Are we allowed to use missals at Mass?  Why am I asking? Our previous parish priest would tell people off in church if he found them with a missal at Mass. Usually it was the more senior parish members that used them. Prior to reading the Gospel, he even went so far as to stop and to demand an elderly man to put down his missal; otherwise, he said that the Mass would not continue. I felt bad for the old man. Our priest scolded him in front of everyone in church. Previous priests had never said anything about such a rule.  He was the first. I use a missal sometimes; especially when I find it hard to understand the reader. I have also used one when attending a Mass in another language.  So, is it wrong for us to use the missal?

Response

There is a school of thought that missals should be read prior to Mass and not during. Initially they were books that translated the Latin. However, some have trouble hearing and need the missals to follow the Scriptures. Others can better reflect upon the richness of prayers because of a book with written texts. The priest in question erred grievously in how he treated the elderly man at Mass. Congregants have every right to employ a missal. The priest should apologize to the man and seek his forgiveness. Indeed, if this reflects how he treats the people in the pews then recourse should be made to just authority for his “fraternal correction.”

Subjective of Sin Hard to Measure

downloadQuestion 270

I understand that committing a mortal sin requires full consent, but how much pressure is needed to make your consent not full? Thanks.

Response

What you ask is very subjective and hard to resolve. It is almost like asking someone, how high is up? The issue is intention and freedom. That must be judged in each case.

Impatience or Failure to Trust?

downloadQuestion 269

Can you please expound on the gap between trusting our Savior and impatience? What about asking for reassurance from our Savior? Did Moses show impatience with God in the story of Numbers 20:8?

Response

The sin of Moses and Aaron was not impatience but rather that they feared the people more than the Lord. The “impatience” you ask about is a failure to surrender and to trust in divine providence. God is not our genie that we can command with wishes.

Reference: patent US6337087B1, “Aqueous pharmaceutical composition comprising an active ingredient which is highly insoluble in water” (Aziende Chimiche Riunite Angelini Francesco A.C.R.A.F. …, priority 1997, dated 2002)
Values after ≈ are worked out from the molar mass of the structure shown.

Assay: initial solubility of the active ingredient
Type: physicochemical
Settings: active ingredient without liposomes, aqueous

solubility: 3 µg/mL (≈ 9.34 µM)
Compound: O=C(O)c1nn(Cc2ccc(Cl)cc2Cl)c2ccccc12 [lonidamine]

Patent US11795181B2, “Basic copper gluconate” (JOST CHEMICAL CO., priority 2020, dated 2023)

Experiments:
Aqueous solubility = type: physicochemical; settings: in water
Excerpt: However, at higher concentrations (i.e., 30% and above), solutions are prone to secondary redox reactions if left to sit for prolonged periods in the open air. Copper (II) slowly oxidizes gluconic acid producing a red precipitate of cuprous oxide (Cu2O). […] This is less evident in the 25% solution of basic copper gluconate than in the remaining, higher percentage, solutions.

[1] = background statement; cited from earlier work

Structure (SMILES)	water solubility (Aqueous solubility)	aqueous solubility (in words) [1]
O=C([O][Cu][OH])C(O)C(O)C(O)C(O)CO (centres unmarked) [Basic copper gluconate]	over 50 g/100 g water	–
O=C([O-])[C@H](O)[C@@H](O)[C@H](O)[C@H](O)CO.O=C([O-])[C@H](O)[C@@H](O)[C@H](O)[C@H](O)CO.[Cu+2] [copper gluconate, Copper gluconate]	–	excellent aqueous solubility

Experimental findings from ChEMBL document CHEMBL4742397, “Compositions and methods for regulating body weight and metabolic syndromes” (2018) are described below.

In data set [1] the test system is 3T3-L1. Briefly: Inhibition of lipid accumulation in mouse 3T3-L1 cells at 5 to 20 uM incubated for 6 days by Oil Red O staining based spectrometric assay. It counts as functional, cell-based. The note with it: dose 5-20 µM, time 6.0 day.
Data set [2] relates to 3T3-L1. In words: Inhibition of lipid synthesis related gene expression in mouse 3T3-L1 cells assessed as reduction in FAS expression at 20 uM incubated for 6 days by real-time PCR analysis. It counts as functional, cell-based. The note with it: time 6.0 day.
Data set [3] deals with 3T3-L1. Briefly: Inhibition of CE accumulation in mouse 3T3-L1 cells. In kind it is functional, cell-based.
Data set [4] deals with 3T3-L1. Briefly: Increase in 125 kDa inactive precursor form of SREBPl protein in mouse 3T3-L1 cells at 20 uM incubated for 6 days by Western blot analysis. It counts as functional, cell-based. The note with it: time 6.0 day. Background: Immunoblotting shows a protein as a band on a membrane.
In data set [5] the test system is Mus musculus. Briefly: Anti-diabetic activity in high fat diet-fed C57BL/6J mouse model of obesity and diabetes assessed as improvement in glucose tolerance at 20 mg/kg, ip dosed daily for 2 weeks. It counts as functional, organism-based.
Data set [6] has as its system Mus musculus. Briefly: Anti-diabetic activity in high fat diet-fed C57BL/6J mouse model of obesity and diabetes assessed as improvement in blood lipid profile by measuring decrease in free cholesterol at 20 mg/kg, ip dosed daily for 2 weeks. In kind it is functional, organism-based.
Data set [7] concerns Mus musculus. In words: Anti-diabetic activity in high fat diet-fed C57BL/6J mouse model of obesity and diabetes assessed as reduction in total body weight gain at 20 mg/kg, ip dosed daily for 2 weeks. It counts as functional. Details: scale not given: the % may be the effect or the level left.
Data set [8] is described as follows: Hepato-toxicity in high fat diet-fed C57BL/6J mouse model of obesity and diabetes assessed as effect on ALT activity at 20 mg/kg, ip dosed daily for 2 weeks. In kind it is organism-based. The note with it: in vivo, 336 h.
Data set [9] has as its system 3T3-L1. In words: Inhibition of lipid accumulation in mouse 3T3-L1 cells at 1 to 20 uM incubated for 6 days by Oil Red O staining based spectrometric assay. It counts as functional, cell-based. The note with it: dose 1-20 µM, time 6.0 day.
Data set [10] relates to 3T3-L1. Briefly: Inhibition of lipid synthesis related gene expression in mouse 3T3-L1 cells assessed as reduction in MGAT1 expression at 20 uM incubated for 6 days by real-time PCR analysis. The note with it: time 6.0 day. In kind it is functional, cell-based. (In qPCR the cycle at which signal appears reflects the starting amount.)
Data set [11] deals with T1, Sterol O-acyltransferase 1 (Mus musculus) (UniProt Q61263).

What is the Sin of Envy?

downloadQuestion 268

What is the distinction between envy, which I know to be a sin, and just admiring, acknowledging, or wishing you had something? I go to church alone. When I look around and see couples standing side by side or holding hands during Mass, I am moved to see such beautiful devotion and love. I am happy for them; but it makes me wish that I had someone standing beside me that I could love (and who would love me). There are also wonderful qualities in people that I admire. I often wish I could be more like them and have what they have. There is a cottage I love that is by the ocean where I vacation in the summer. I love that spot and have often fantasized about living there.

I am not sure if these are examples of envy. I do not think it is sinful to admire people’s talents, beauty, gifts, relationships, or possessions.  Am I wrong?  When does admiring become envy or are both sinful? How does one know when he or she has crossed the line into sin?

Response

Envy means feeling injured or getting upset at the good fortune of others. It is not merely wanting what another has but also resenting that they have something we do not. It is a chief source of unhappiness and division in a world obsessed with possessions, privilege and power. It is always a sin because it desires the misfortune of others. Malicious envy corrupts the minds and hearts that by grace should be likened to Christ’s. It is at the root of the second sin committed by mankind, the murder of Abel by his brother Cain.